Battling the Women's Army Corps

Coffee cups in hand, smiling sweetly at each other across crossed legs and the crowded desk, we were nonetheless locked in mortal combat. I was a mild-mannered reporter for a great metropolitan newspaper. Age: 22. Sex: Female. Object: To find out anything I could about women's training at Fort McClellan, Alabama, home of the Women's Army Corps. She is Post Information Officer for the same Fort McClellan. Age: Forty-ish. Sex: Female. Object: To help me in any way she possibly could. In other words, we were deadly enemies.

We set out the terms of our battle. I: "You understand, Colonel Merriweather, that I am certainly not in any way trying to do an expose. I just want to determine women's attitudes towards the Army as a way of life." She: "Of course, Miss Bennett. I'm here to help you in any way I can. [confidentially] You know people around here are sometimes very secretive and sensitive about the press. [professionally] But of course, we in the journalism business know how important it is to get the facts. So if anyone gives you an answer to your questions that you think is not sufficient, why, you just come back to me. And to help answer any of your questions on the way, I'm going to assign Sergeant Brownwen to assist you."

Every person in the army, male and female, is given extensive training in the field of his or her specialty. This training ranges from the simple (a six-week clerical course, for example) to the complex (training in medical technology that takes almost a year). Whatever training Sgt. Bronwen had received had obviously been thorough and complete. She knew the key phrase for dealings with the press and she knew when to use it: "Miss Bennett, do you mind if I sit in on this interview?"


Fort McClellan is a very large and convoluted place. The installation covers 46,374 acres in northwestern Alabama, and is home for over 6000 people. In nearby Anniston, Alabama, the streets are arranged in a convenient grillwork pattern, and numbered accordingly. But the military in this instance is less regular than its civilian neighbors. Every street merges into a tangle of other streets. Each building resembles the next; there are no outstanding landmarks to help the visitor find his or her way around the post. A post information officer could be a valuable assistant to a confused reporter, supplying road maps, directions, schedules of training activities and names of commanding officers.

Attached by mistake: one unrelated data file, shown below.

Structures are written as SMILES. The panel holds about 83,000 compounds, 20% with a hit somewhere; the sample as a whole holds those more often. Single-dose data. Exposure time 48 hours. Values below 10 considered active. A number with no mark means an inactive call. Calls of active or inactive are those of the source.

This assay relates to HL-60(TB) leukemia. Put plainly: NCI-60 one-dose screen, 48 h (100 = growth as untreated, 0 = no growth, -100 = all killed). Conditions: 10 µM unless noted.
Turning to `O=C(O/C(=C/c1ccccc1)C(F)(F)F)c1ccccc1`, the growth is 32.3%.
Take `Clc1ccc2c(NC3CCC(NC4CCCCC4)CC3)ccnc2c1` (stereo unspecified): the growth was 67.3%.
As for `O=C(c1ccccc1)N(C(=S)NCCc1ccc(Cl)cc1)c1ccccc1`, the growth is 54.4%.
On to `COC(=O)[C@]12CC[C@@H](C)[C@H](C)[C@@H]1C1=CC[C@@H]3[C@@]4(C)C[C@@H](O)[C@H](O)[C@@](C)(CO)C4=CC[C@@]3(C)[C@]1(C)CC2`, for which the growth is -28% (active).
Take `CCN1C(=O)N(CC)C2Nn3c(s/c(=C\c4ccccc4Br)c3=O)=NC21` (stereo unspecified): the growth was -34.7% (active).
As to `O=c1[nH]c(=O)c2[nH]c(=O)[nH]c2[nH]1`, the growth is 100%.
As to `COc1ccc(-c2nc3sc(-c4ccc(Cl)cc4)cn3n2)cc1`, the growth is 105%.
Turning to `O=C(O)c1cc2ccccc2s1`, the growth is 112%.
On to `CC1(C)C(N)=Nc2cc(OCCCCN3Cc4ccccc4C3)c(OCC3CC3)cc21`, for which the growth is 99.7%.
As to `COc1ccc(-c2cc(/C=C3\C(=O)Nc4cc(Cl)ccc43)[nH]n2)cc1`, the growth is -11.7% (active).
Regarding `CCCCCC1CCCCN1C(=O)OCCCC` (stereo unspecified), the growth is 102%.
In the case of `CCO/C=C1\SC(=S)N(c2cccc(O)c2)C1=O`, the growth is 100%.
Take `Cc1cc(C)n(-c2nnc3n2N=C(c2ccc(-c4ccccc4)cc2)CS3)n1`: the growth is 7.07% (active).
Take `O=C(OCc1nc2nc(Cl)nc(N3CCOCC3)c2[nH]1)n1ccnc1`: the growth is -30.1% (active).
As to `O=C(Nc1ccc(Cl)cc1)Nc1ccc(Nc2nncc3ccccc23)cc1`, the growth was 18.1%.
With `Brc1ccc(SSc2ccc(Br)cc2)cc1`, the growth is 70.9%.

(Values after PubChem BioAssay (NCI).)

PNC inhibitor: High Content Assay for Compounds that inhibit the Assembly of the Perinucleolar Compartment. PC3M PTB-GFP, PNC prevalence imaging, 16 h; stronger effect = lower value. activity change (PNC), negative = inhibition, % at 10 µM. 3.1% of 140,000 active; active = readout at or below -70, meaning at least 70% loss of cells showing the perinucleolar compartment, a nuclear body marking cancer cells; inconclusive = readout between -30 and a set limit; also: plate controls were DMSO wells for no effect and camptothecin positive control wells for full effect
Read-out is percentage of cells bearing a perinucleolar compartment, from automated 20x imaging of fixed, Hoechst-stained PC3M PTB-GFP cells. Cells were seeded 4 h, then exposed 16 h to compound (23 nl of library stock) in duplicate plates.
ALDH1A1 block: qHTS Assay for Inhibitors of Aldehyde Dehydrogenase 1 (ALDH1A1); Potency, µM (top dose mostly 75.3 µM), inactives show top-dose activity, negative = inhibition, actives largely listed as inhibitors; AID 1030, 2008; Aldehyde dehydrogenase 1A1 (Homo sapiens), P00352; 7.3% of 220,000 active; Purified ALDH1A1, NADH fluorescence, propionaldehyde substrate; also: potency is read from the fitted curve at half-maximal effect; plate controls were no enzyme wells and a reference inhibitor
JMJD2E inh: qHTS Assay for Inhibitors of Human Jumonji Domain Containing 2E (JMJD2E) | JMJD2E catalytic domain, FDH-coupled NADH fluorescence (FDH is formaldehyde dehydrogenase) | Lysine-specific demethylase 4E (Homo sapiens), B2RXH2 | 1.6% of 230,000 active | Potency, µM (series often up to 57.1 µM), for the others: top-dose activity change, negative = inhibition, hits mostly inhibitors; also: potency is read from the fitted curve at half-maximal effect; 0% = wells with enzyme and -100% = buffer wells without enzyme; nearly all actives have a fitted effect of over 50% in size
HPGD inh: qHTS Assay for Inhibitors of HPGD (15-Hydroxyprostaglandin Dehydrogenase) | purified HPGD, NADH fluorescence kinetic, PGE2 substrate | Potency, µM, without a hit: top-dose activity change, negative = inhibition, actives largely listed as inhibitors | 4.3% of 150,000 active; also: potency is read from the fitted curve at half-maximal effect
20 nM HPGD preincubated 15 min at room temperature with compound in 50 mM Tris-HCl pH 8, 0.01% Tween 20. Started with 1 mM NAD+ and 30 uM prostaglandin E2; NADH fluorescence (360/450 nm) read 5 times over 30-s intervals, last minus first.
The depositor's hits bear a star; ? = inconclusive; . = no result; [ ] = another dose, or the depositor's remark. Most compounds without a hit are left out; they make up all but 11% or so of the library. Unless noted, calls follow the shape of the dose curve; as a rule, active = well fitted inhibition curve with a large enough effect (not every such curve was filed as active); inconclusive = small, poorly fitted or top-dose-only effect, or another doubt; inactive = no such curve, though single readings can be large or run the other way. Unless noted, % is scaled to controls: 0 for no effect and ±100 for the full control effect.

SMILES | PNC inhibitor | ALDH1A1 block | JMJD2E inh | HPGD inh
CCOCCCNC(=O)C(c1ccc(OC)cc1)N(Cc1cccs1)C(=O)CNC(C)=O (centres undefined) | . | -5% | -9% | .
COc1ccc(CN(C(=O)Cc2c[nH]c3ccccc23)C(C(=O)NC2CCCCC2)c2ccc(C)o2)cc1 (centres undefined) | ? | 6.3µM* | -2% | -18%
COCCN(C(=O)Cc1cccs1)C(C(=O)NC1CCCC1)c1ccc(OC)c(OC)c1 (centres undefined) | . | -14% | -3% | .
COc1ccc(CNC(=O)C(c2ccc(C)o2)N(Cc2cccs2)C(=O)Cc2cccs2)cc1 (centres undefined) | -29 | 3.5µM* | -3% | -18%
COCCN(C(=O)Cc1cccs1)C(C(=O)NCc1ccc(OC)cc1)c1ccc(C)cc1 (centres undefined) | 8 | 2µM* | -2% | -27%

Instead, silent and dutiful, Sgt. Bronwen followed in my footsteps, a sheepdog in army clothing, her sergeants' stripes shining in the eyes of trainees I tried to interview. The army must have felt particularly sensitive that week: The first stop on the five-page, single-spaced typed itinerary of the visit of A. Bennett, Reporter, was WAC center information office where we picked up two more people to follow me. Specialist Joe Burke, information specialist for WAC center, watched Sgt. Bronwen, information specialist for Fort McClellan, who watched me. And Sgt. Laura Hurlbut, senior in rank to both of them, observed us all.

I glanced over Sgt. Hurlbut's shoulder at the schedule. 0800-0815, Courtesy Call, Commanding Officer; 0815-0830, Coffee; 0830-0900, observe physical training; 0900-0915, observe first-aid training; 0915-0930, observe weapons class; 1000-1100, observe WAC museum; 1100-1130, lunch.....